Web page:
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Siem Reap on track for smart city status with Japanese help

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An aerial view of Siem Reap town in July. The smart city project for Siem Reap was initiated in 2019. PUBLIC WORKS MINISTRY

Siem Reap on track for smart city status with Japanese help

A roadmap for the construction of a smart city in Siem Reap province has been drafted following research conducted by the Japan International Cooperation Agency (JICA) over the past year. JICA has also assisted with a study of how to go about mitigating impacts caused by the Covid-19 outbreak in the province.

The smart city concept refers to the development of intelligent and sustainable cities that use modern technology to address the impacts of rapid urbanisation such as traffic congestion, water and air quality or security and safety.

Provincial governor Tea Seiha said that in response to the studies, JICA and the Ministry of Land Management, Urban Planning and Construction – along with the Japanese Ministry of Land, Infrastructure, Transport and Tourism of Japan – have agreed to go forward on two projects.

The projects chosen are the smart city data collection and analysis programme and the CCTV system introduction plan for Siem Reap.

The smart city project for Siem Reap was initiated in 2019 in accordance with the plan provided by the ASEAN Smart Cities Network (ASCN). The provincial administration requested that JICA provide technical assistance for smart city planning and they agreed.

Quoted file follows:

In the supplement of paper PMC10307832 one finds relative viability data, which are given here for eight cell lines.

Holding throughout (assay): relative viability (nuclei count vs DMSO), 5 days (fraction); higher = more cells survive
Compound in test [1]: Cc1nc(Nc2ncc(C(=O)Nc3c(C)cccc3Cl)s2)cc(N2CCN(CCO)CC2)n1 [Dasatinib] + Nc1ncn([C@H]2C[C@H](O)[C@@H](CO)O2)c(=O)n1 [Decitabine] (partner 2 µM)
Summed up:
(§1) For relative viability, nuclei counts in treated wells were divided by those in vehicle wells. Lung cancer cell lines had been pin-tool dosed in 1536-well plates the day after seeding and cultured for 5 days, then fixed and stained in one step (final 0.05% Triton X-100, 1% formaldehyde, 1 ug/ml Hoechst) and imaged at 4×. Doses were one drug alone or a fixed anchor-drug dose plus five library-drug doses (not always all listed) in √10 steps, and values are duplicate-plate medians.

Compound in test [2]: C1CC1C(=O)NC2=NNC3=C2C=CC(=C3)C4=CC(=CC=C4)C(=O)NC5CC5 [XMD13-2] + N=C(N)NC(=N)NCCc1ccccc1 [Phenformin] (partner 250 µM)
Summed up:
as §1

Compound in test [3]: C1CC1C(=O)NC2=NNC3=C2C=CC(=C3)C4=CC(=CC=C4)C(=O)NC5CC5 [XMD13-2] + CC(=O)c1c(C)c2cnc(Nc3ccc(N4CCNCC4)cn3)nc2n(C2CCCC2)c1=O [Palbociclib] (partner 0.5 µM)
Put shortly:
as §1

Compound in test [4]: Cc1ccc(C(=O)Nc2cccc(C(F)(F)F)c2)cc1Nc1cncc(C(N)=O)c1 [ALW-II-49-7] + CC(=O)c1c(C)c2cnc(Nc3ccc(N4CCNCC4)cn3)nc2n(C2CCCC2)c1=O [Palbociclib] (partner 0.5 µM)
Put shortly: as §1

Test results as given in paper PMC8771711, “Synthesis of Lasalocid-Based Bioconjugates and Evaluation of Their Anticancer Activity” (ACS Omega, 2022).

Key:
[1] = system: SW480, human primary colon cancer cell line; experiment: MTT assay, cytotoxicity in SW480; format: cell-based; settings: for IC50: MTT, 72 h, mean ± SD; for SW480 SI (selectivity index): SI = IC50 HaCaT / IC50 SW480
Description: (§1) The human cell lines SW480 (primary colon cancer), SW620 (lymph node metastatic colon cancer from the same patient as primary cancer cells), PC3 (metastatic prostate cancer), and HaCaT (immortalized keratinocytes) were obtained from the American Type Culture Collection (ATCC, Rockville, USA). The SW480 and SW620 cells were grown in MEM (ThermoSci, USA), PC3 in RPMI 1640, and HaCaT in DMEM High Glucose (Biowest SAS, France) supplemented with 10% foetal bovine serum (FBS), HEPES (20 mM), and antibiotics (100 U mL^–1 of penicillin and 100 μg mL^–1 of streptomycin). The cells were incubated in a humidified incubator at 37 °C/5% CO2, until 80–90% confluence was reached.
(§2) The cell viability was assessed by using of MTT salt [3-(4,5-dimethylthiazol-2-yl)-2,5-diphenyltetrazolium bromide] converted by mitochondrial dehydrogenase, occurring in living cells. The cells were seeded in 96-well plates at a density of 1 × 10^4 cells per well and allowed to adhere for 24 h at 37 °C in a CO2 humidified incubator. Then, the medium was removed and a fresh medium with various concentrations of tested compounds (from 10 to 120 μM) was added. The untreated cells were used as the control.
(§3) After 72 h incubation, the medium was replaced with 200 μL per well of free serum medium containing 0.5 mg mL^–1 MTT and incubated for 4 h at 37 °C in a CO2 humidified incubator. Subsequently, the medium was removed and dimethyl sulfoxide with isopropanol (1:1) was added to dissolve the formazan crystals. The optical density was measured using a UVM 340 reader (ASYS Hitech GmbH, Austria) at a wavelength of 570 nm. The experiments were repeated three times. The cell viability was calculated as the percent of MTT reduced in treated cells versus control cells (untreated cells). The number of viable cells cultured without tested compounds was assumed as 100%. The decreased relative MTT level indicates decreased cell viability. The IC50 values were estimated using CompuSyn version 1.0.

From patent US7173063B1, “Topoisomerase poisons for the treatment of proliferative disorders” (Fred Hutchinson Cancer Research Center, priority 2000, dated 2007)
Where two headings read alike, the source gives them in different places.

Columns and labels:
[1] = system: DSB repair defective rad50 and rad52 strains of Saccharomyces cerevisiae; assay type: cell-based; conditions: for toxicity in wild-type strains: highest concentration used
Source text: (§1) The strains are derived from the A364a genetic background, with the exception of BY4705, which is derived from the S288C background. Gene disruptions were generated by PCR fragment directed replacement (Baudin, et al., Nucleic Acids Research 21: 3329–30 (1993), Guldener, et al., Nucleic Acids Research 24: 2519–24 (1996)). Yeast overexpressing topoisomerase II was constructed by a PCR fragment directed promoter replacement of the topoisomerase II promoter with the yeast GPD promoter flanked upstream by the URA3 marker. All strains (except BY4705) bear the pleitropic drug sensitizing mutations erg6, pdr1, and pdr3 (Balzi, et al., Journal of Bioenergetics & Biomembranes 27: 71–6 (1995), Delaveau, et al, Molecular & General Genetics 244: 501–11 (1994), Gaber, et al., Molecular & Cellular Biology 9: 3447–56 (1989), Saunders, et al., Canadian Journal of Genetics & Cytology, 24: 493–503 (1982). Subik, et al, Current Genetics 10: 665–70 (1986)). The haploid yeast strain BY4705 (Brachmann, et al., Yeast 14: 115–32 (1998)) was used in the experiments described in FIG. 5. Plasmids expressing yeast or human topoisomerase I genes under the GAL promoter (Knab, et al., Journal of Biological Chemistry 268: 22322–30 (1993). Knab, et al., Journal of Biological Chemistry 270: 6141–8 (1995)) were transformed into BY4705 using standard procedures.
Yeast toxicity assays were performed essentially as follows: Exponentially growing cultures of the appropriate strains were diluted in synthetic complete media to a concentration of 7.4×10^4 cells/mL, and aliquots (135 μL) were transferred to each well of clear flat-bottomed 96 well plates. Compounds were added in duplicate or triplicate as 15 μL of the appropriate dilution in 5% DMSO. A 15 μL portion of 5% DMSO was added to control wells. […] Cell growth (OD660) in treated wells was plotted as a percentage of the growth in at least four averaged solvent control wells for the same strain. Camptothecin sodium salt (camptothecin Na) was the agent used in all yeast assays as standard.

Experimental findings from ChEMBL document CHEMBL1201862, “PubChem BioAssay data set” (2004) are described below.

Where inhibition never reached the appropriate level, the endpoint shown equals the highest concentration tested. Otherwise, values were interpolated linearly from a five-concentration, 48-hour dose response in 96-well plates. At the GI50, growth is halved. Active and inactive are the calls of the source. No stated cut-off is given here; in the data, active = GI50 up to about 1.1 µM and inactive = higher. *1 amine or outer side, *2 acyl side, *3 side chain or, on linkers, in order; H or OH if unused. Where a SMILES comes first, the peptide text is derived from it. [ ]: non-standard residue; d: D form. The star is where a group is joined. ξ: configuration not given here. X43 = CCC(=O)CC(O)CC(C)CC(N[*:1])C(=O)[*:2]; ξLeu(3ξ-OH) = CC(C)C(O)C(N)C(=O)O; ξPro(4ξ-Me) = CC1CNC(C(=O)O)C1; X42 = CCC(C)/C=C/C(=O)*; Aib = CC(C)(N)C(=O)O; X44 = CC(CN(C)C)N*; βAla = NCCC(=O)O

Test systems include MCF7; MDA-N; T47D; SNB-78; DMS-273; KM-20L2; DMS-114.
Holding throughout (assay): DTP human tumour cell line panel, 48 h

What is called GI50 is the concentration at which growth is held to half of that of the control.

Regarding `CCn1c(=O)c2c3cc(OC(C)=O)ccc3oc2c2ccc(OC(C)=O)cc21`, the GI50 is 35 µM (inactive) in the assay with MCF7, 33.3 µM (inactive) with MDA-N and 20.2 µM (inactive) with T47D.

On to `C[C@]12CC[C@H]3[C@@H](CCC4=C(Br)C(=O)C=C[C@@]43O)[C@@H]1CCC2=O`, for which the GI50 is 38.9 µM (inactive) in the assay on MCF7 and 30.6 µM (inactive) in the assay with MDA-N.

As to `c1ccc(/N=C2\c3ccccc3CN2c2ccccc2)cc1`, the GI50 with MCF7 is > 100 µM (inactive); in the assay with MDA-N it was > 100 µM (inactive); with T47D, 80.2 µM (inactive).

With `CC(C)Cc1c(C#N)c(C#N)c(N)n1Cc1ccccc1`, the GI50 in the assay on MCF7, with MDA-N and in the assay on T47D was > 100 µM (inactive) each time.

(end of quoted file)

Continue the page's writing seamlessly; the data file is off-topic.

Seiha said the two projects had been agreed upon by the land ministries of both countries in coordination with JICA, but there would still be additional projects to come related to the Smart City concept.

“We have six more projects that we’ve proposed to the Japanese side. But these projects need to be discussed as well as researched further so we are not yet able to implement them,” he said.

He said these would bring positive benefits to Siem Reap and that the provincial administration has been using the lull in tourism to further develop infrastructure such as the recently finished 38-road improvement project.

“This smart city project involves many factors. It involves roads, parking lots, the environment, security cameras and more. It compliments projects like the improvement of the 38 roads. We still need to have more parking lots so that things can work smoothly and we especially need to be able to control traffic for the safety of passengers in the city,” he added.

Cambodia’s three largest cities – Phnom Penh, Siem Reap and Battambang – are included in the ASCN. The ASCN aims to increase regional connectivity and is made up of 26 cities from ASEAN states.

Cambodia Association of Travel Agents president Chhay Sivlin told The Post that these projects were very good because the state had designated the heritage sites, urban areas and the Tonle Sap Lake region as key areas for inclusion in the planning.

“If there are more plans as well as the addition of services, tourists will be able to extend their stay comfortably without running out of options for activities. We can turn the whole of Cambodia into a smart city as well as turn it into a main destination. In the past, the goal of Cambodia was to be an extension destination for people who were primarily visiting other neighbouring countries,” she said.

Seav Kuoy Yi

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